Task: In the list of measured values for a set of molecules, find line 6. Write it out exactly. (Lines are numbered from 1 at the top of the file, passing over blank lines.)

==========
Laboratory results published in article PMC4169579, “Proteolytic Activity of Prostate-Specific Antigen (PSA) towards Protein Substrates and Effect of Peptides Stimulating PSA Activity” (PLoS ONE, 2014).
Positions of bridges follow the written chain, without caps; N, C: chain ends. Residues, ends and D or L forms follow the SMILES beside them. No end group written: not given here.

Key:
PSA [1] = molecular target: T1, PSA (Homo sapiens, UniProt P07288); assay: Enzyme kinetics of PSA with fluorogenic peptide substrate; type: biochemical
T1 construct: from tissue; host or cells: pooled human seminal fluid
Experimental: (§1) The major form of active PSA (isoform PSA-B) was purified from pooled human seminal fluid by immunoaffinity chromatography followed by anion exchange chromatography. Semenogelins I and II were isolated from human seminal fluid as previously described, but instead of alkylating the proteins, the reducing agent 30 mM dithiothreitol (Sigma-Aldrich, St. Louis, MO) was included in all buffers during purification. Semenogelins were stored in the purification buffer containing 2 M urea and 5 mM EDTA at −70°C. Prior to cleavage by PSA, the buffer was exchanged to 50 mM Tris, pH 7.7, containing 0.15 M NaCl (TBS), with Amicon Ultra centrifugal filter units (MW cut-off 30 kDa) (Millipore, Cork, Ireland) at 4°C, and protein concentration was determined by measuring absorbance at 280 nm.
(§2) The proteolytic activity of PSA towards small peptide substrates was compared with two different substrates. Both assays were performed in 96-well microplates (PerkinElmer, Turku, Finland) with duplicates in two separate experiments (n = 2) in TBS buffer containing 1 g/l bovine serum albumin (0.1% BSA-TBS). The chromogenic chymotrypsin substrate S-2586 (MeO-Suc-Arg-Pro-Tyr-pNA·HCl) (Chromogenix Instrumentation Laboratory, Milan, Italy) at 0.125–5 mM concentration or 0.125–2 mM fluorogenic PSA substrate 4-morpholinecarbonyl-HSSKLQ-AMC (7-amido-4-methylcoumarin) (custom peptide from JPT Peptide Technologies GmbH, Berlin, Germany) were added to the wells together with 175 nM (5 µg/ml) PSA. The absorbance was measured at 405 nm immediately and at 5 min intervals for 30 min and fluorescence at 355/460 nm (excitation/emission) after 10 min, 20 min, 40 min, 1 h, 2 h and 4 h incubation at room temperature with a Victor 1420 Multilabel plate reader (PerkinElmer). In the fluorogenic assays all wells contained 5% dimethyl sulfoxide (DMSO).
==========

Experimental: (§1) The major form of active PSA (isoform PSA-B) was purified from pooled human seminal fluid by immunoaffinity chromatography followed by anion exchange chromatography. Semenogelins I and II were isolated from human seminal fluid as previously described, but instead of alkylating the proteins, the reducing agent 30 mM dithiothreitol (Sigma-Aldrich, St. Louis, MO) was included in all buffers during purification. Semenogelins were stored in the purification buffer containing 2 M urea and 5 mM EDTA at −70°C. Prior to cleavage by PSA, the buffer was exchanged to 50 mM Tris, pH 7.7, containing 0.15 M NaCl (TBS), with Amicon Ultra centrifugal filter units (MW cut-off 30 kDa) (Millipore, Cork, Ireland) at 4°C, and protein concentration was determined by measuring absorbance at 280 nm.